Friday, September 2, 2016

Central Bank Liabilities: Part I

In this first installment, I'll discuss issues related to Greenwood, Hansen, and Stein's Jackson Hole paper, and leave discussion of the future of currency for installment #2.

An important model for modern central banking was the Bank of England, founded in 1694, which subsequently developed a symbiotic relationship with the British crown. The crown needed to finance spending, particularly on wars, and the Bank was looking to make a profit. The crown granted the Bank an ever-expanding monopoly on the issue of circulating currency, culminating in Peel's Bank Act of 1844, under which the Bank became the sole supplier of circulating currency in the UK (save for some grandfathered Scottish private banks, which are still issuing currency in 2016). Given the Bank's monopoly on currency issue, it could lend to the crown at a low interest rate, and still make a profit. The Bank, through experimentation or accident, discovered crisis intervention. During financial panics the Bank could, through judicious use of information available to it, engage in lending to banks with liquidity problems (banks experience a lot of bank note redemptions). In so doing, the Bank would expand its note issue to fund lending to banks that it deemed illiquid but solvent and, on the flip side of that, give those holding bank notes a safe asset to run to. The Bank did this, driven by its motive to make profits on superior information.

It wasn't like some economist was promoting the idea that a monopoly on currency issue and financial crisis intervention were the natural province of a central bank, or that this central bank should be have some form of public governance. Those ideas came much later. Indeed, the Bank of England remained a private institution until 1946. However, the Federal Reserve System was founded as a public institution, albeit with semi-private governance, in terms of how the regional Federal Reserve Banks are run. The work that led up to the Federal Reserve Act of 1913 included, for example, the National Monetary Commission, created by Congress to study the U.S. financial system, and systems elsewhere in the world, and to come up with recommendations for reform. The Commission produced volumes of useful stuff, which you can find on Fraser. The basic ideas in the Federal Reserve Act are that the role of a central bank in the United States was to: (i) through its monopoly power, provide a safe currency; (ii) make the currency "elastic," i.e. make the supply of currency respond to aggregate economic activity, and to financial panics, by way of discount window lending.

Basically, the framers of the Federal Reserve Act had in mind an institution that would play the same role as the Bank of England, but the motivation was different. A currency monopoly for the central bank was seen as socially beneficial, as experiments with private currency issue in the U.S. had not turned out well. And crisis intervention was seen as a means for preventing the disruption to the aggregate economy that had occurred during the banking panics of the National Banking era (1863-1913).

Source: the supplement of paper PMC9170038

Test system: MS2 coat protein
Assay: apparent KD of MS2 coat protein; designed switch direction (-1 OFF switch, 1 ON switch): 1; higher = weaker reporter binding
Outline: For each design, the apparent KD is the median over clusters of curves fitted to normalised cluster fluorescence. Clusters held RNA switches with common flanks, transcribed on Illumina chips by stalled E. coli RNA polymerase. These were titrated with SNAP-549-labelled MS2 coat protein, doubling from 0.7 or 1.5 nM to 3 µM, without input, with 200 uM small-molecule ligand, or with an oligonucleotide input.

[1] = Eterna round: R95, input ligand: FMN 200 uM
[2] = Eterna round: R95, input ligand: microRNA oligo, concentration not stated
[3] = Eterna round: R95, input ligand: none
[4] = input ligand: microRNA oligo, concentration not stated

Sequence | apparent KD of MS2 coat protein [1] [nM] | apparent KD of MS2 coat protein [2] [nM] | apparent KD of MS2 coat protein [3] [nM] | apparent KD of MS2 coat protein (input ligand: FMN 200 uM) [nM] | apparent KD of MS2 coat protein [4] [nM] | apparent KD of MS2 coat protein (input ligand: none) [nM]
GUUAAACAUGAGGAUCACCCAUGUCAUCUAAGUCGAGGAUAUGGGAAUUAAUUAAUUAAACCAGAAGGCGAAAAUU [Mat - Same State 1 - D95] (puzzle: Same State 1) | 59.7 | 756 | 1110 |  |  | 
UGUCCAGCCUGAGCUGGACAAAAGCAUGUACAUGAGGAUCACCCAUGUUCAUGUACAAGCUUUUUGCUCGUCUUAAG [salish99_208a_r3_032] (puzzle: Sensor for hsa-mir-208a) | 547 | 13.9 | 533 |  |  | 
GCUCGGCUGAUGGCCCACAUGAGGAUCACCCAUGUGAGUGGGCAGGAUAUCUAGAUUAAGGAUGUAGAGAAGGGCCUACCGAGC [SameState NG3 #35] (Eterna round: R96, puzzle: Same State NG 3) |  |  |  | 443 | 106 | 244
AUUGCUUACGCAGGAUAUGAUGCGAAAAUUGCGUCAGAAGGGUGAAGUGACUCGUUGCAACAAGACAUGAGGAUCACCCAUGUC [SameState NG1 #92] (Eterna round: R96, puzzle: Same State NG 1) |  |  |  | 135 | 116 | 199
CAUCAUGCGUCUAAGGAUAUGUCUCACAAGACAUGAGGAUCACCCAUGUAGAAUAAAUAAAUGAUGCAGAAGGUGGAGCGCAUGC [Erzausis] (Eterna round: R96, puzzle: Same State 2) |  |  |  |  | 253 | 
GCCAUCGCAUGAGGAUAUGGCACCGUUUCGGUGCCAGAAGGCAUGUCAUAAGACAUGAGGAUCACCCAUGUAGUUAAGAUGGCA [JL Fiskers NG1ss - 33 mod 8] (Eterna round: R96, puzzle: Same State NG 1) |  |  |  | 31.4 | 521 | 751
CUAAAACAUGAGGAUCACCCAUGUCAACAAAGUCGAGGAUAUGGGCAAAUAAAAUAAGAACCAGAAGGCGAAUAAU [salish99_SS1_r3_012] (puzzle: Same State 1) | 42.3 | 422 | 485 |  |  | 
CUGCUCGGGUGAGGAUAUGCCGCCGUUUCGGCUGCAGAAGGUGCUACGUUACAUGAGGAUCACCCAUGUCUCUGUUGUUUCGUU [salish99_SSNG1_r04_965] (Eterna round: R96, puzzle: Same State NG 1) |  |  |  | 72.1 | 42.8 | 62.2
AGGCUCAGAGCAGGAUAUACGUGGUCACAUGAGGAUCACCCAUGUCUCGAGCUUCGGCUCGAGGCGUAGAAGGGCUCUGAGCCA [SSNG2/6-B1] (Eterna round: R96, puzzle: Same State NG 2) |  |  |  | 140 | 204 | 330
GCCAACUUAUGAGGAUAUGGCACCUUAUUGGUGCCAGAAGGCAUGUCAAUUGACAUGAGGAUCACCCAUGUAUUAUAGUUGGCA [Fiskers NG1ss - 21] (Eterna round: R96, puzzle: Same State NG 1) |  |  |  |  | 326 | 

Fast forward to 2016. In some ways things haven't changed. U.S. Federal Reserve notes are basically the same stuff (with some anti-counterfeiting features added) they were in 1914, and currency is still an important Fed liability. Here's the stock of currency relative to U.S. GDP:
The ratio of currency to GDP has risen to close to 8% from less than 6% before the financial crisis, and is at the same level as in the mid-1950s. Retail payments using currency have fallen, but perhaps not as much as one might think. For example, surveys by the Boston Fed show a declining use of currency, but currency is still important in consumer payments, accounting for 26.3% of payments in 2013, as opposed to 31.1% for debit cards. But, the quantity of Federal Reserve notes per U.S. resident is about $4,500 currently. I don't know about you, but I'm not holding my fair share of that. In this chart you can see that, by value, about 80% of currency outstanding is in $100 notes, and studies indicate that about half of the stock of U.S. currency is held outside U.S. borders. There are some legitimate questions about the role played by currency, and whether its use should be curtailed, but more about that in the next installment.

The key point is that, if we took large-denomination currency - which is likely serving no useful social function - out of the mix, only a small part of the existing Fed portfolio would be funded by what was once thought to be the primary central bank liability. As it is, even with all those $100 bills included, interest-bearing Fed liabilities are greater than the quantity of currency outstanding:
The key Fed liabilities are, in order of magnitude (from small to large):